The process of finding Charley Casserly's replacement began Friday when owner Bob McNair visited with Denver Broncos assistant general manager Rick Smith at Reliant Stadium.
Smith's track record in Denver the past 10 years, and his obvious familiarity with head coach Gary Kubiak, make him an attractive candidate for the position. He is the first person to interview for the job, which will be available once Casserly officially resigns his post June 1.
"You want to have people that are compatible," McNair said. "And Gary is a very reasonable kind of person, and likewise, any kind of person that we brought in that's reasonable in terms of their character and personality, I think they would be acceptable to Gary. But we certainly wouldn't bring somebody in that Gary's uncomfortable with."
Smith said he and Kubiak work well together.
"I think what it's an indicator of is that (McNair) knows that (Gary and I) can work well together," Smith said. "We've come from a successful system and we know how to implement the system. And I think the two of us, with our relationship, in terms of I think Gary trusts me and I think he respects me and I respect and trust him as well, will work well together."
A former defensive captain at strong safety for Purdue, Smith was an accomplished player before beginning a coaching career soon after graduating from college.
Following four years at Purdue, Smith left for a job as a defensive backs coach at Texas Christian, where he stayed for only one month before the Broncos hired him in 1996. For four years, Smith worked as an assistant on the defensive coaching staff before joining the Broncos' personnel department. In that time, the Broncos won back-to-back Super Bowl titles in 1997 and 1998. From 1996-98, Denver won more games (46) than any other team in league history during a three-year period.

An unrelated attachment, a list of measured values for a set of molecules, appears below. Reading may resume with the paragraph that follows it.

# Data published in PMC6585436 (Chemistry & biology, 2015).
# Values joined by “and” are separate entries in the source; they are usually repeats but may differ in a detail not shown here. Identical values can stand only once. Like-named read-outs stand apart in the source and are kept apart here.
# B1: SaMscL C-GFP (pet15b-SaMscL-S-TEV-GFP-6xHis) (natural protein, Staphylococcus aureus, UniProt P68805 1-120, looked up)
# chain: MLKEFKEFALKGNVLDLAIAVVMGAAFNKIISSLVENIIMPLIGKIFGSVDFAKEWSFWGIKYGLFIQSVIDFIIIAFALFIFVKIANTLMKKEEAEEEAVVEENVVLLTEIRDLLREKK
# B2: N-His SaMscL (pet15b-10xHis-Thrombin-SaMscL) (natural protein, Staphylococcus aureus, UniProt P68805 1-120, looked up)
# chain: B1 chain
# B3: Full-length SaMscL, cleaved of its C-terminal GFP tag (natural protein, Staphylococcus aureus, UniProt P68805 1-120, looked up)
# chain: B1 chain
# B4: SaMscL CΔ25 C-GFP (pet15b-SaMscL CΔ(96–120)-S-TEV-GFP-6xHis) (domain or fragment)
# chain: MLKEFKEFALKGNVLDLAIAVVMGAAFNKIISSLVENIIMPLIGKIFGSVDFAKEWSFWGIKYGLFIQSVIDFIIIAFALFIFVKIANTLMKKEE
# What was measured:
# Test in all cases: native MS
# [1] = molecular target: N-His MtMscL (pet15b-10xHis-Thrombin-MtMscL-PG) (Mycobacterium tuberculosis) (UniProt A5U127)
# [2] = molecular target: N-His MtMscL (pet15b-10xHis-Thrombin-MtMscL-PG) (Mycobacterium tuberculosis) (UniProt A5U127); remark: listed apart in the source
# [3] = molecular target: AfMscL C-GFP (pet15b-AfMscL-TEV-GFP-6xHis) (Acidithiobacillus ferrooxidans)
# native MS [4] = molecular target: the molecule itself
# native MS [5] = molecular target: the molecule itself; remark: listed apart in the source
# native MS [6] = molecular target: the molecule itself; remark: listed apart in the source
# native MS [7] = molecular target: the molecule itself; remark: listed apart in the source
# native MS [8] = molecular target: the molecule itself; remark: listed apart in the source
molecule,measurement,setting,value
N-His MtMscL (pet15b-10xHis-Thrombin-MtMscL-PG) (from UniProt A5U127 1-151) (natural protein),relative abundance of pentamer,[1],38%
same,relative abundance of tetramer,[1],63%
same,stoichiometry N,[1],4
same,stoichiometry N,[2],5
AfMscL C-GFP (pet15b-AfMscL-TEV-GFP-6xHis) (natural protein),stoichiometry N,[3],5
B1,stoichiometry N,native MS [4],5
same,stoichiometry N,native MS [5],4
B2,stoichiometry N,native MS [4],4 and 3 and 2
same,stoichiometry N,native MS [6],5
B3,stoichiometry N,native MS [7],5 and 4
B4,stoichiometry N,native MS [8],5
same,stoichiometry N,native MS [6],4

Smith has interviewed for other general manager positions, but feels that this is the best fit for him.
"This is a very attractive job," he said. "The one thing that I've learned in my years in the NFL, the two most important things are the ownership and the people that you work with. And I'm coming from a place where we feel like we're pretty good in Denver and we have a great reputation in Denver. Mr. McNair has an impeccable reputation…The excitement level of what we could do here and the opportunity to work with Gary and work for a guy like Mr. McNair is unbelievable."
Asked about his sales pitch to McNair, Smith said he emphasized his scouting ability.
"I think, number one, I can evaluate talent and I think that is what you have to have: You have to have an ability to recognize what a good football player looks like," Smith said. "Also, I think I have a really good understanding of what Gary wants to implement on both sides of the ball, and I think I have a good eye in terms of knowing what that player looks like and the ability to go out and find them."
McNair likely will speak to other candidates in the near future. He purposely made the job title "general manager" so that he could speak to more applicants.
"For one, it gives us more flexibility and a larger pool of candidates," McNair said. "Teams can't prevent us from speaking to (their employees) if we're talking about a GM as opposed to director of personnel or vice president of personnel. So we'll be talking about general managers so that we can have as large of pool as possible to visit with."
As far as a timetable to make the hire, McNair didn't seem in a hurry.
"A lot depends on my schedule," he said. "We'll move through things as quickly
as possible, but we're not going to rush on things."